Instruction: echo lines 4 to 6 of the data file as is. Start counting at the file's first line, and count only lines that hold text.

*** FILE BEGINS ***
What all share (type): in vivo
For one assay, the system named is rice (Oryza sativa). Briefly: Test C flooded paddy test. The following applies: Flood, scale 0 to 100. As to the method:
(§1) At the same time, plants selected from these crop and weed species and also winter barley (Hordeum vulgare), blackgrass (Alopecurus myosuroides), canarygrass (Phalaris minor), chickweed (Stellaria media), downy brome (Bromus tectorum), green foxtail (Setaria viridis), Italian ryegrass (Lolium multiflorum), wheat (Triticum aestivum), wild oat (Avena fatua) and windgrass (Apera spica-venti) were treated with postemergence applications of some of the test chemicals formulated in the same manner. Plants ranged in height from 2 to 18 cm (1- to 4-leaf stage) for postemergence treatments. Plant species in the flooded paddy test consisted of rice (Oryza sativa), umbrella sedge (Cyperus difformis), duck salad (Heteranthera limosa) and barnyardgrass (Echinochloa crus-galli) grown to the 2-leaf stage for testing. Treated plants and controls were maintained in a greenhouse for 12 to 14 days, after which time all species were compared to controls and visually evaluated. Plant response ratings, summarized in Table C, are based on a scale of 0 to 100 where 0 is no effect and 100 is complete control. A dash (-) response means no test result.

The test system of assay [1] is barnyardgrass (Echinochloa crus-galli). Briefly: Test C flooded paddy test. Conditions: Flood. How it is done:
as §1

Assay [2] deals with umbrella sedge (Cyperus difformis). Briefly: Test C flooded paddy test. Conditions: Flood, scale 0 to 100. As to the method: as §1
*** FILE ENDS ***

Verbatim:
The test system of assay [1] is barnyardgrass (Echinochloa crus-galli). Briefly: Test C flooded paddy test. Conditions: Flood. How it is done:
as §1

Assay [2] deals with umbrella sedge (Cyperus difformis). Briefly: Test C flooded paddy test. Conditions: Flood, scale 0 to 100. As to the method: as §1